Friday, 28 October 2011

Protect Workers Rights:

Media Statement – 28/10/2011 (107 Groups)

Malaysia Must Protect Worker and Union Rights, and withdraw

proposed unjust amendments to Employment Act

- Labour Suppliers Should Not Be Employers -

We, the undersigned 107 organizations, groups and networks are disturbed that the Malaysian government has proceeded to table, and get it passed speedily on 6/10/2011 at the Dewan Rakyat (House of Representative) the Employment (Amendment) Bill 2011 despite protests from workers, trade unions and civil society. The proposed changes to the Employment Act would be most detrimental to worker rights, trade unions and the existing just direct 2-party employment relationship between worker and end-user (the principal). Malaysia’s action goes contrary to justice. In many countries employers have been wrongly trying to avoid/disguise employment relationships by way of contracts/agreements and triangular relationships, and Malaysia rather than fighting against this negative trend is now trying to legalize it, hence showing itself to be anti-worker anti-unions.

We note also that the amendments would result in discrimination at the workplace, as many workers at a factory, plantation or any workplace would end up being no longer employees of the owner-operator of the said workplace, also referred to as the principal or end-user, but would remain employees of the supplier of workers, known as ‘contractor for labour’. Workers doing the same work at the factory, would be treated differently in terms of wages, work benefits and even rights by reason of the fact that their employers are different. This will also go against the Malaysian Federal Constitution that guarantees equality of persons. We advocate that all workers working at a factory or workplace are entitled to be treated equally in terms of wages, work benefits, rights, union rights, reliance on collective agreements and other entitlements.

The proposed amendment would also destroy direct employment relationships between owner-operator of workplaces, being the principal, and the workers that work there producing the product or providing the services from which these principals derive their profits. A just employment relationship dictates that all workers should be employees of the owner-operator employer not some other third party labour supplier, whether they be known as ‘contractor for labour’, outsourcing agent or by any other name. The relationship must be a direct relationship, to the exclusion of all third parties, between the employer who needs workers to do the work to produce the goods of their business for profits, and the workers directly who provide the necessary labour as required in exchange for fair wages and other benefits. The availability of short-term employment contracts is another reason why there is no need to legalize triangular or other employment relationships in Malaysia through the creation of the ‘contractor for labour’.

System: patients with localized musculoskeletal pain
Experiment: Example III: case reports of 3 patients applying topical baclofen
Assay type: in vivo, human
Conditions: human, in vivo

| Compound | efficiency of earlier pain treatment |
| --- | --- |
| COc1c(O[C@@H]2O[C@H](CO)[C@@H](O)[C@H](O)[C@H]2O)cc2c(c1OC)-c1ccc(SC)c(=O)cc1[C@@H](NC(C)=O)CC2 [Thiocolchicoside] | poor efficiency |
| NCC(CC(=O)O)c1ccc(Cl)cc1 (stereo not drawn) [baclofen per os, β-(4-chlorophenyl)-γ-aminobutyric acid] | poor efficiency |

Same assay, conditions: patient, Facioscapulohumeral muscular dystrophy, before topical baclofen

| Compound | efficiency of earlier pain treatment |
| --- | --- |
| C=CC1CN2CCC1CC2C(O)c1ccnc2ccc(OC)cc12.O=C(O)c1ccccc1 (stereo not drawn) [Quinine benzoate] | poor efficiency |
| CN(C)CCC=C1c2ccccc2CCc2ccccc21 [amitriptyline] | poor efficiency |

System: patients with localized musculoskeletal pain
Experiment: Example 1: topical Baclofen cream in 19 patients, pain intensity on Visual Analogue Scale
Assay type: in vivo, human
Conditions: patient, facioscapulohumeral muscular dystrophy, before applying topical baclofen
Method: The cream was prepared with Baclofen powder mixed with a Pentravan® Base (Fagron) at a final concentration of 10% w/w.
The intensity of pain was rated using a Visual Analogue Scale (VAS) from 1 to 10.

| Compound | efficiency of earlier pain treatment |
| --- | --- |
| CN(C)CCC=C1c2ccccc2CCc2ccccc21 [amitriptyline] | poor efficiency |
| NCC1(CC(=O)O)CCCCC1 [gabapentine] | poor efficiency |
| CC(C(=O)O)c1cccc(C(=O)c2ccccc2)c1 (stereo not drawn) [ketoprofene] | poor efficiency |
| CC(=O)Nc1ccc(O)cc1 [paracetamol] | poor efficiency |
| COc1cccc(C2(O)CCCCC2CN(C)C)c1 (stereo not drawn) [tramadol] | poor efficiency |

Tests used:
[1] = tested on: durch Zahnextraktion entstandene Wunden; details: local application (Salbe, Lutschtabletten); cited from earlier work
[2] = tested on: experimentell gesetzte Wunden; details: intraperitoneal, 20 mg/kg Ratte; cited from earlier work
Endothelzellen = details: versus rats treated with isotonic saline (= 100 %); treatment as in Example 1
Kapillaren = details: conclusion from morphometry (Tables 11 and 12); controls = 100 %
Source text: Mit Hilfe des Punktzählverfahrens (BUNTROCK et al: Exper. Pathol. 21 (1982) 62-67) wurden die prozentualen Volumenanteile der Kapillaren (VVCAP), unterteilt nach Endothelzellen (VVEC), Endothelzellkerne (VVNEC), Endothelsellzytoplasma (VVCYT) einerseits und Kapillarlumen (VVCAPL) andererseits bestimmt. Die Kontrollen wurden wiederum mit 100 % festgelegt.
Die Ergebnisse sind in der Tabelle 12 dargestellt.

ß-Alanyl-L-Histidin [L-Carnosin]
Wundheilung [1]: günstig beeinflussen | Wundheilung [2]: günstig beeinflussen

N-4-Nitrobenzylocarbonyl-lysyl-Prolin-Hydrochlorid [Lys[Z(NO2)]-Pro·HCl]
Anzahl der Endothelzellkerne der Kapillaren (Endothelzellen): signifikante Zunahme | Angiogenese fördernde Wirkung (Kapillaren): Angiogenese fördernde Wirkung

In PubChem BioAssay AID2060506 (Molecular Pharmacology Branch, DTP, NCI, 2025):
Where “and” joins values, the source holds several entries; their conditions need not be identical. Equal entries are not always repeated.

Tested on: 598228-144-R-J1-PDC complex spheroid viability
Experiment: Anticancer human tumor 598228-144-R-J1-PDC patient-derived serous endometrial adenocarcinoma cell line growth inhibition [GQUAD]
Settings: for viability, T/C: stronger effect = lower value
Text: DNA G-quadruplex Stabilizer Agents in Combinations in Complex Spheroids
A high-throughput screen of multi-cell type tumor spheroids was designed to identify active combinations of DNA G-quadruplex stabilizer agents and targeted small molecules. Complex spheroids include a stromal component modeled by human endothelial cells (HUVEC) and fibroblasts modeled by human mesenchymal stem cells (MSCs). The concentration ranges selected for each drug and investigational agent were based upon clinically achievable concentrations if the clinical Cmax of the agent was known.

To fight for decent wages and rights, and to be able to negotiate and get better working conditions and other work benefits, workers at a workplace would generally come together collectively or as a union to be able to negotiate from a stronger position with employers, and this would result in agreements or ‘collective agreements’ between employers and workers (or their unions). If the amendments proposed become law, then many workers at the factory would effectively lose their rights to be able to form or be members of the trade union at the workplace, or the right to directly and effectively negotiate with the principal who effectively controls the work place, working conditions and benefits.